"We had a tough start to the season with four of the first five games away from home against some pretty tough home opponents," he added. "It hasn't been easy but we're not complaining. You have to play these teams eventually. For us it's a good test and now we move forward."

Wil Trapp agreed.

“I think Gregg hit the nail on the head,” the former U.S. U-23 captain said. “It's a group that relies on the collective and when we're not working 100 percent together and guys are tense, not playing to their capabilities, it can fall apart like it did. Montreal, give them credit, they are good on the counter attack and they score a good goal to ice it there."

Philadelphia-Orlando Wasn't half bad

Neither the Philadelphia Union nor Orlando City SC made the playoffs last season, and both endured significant offseason shakeups in the front office.

But when the two met in Philadelphia on Friday night, the end product was actually quite good—even though hot-starting Orlando was without Cyle Larin, Tommy Redding, and Brek Shea.

The match’s high level of quality started with C.J. Sapong, who’s been one of the league’s most improved players early on and has played a big part in the Union’s 3-2-0 start. He opened the scoring early Friday from close range for his third tally of the season.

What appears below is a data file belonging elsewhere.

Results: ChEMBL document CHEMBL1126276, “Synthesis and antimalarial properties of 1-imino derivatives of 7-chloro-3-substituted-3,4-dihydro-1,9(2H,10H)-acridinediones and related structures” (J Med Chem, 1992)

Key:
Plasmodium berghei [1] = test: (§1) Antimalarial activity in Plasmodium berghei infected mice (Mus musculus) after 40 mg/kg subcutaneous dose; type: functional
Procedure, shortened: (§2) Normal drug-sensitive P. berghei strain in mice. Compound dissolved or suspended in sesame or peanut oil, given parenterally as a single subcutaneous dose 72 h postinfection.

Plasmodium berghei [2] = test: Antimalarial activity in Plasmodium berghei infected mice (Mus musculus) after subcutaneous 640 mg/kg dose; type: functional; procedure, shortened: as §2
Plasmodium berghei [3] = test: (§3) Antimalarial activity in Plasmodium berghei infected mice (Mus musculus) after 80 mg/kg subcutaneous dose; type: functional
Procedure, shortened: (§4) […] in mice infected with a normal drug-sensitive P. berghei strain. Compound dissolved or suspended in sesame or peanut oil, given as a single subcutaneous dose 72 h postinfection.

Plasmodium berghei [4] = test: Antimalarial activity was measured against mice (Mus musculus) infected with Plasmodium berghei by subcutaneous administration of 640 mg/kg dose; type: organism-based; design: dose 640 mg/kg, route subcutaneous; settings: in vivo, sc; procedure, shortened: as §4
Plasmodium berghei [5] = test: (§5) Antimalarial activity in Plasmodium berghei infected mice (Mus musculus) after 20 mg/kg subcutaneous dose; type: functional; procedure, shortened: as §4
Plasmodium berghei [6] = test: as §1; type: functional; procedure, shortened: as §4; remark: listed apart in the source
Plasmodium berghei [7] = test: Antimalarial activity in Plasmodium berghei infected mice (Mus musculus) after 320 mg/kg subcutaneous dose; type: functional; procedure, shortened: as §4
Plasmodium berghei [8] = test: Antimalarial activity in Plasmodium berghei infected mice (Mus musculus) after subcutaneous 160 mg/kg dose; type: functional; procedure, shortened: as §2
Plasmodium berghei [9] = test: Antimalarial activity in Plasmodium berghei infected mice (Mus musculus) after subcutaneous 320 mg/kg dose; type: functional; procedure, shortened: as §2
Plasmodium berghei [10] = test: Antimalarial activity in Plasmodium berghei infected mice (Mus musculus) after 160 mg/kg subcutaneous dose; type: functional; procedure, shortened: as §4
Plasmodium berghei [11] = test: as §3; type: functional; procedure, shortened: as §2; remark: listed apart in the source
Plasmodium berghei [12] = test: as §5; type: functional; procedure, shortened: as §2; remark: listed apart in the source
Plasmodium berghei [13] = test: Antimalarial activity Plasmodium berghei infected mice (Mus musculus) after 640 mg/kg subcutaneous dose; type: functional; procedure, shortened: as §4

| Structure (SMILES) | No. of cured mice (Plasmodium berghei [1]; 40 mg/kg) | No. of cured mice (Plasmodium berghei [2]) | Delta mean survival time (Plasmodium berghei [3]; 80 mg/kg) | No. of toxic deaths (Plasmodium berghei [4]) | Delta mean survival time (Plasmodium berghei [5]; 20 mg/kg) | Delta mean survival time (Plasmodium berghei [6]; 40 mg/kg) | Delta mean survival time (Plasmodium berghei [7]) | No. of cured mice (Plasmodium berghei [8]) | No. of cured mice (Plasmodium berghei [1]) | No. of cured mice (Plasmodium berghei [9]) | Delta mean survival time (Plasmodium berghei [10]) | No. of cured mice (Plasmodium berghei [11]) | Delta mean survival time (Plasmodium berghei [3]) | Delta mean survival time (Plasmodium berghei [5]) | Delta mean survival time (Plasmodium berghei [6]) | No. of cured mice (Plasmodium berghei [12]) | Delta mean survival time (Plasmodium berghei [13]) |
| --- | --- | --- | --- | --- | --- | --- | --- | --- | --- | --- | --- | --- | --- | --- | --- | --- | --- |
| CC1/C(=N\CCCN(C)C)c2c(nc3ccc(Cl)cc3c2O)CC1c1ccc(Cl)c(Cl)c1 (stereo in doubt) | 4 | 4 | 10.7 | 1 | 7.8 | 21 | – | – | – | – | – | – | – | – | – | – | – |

“He was tired, but he has a way of catching a second wind,” Union coach Jim Curtin said of Sapong. “He is so valuable defensively on set pieces for us because he is able to mark one of the bigger guys and he attacks the ball well, so as the games get late, I am always hesitant and reluctant to take him off because not only for what he brings offensively but what he does defensively in the box in those last seconds when there’s corner kicks or whatever, because he is such a special, versatile player that brings so many little things.”

Adrian Winter equalized just before half with a very nice goal when he took a pass from Kevin Molino, chipped it over the defender with his first touch, and finished with a strong, low shot with his left foot.

The winner then came in the 90th minute from Tranquillo Barnetta, who hit one of the nicer free kicks you’ll see.

Thank you, Philadelphia and Orlando, for salvaging an otherwise dreadful weekend of soccer.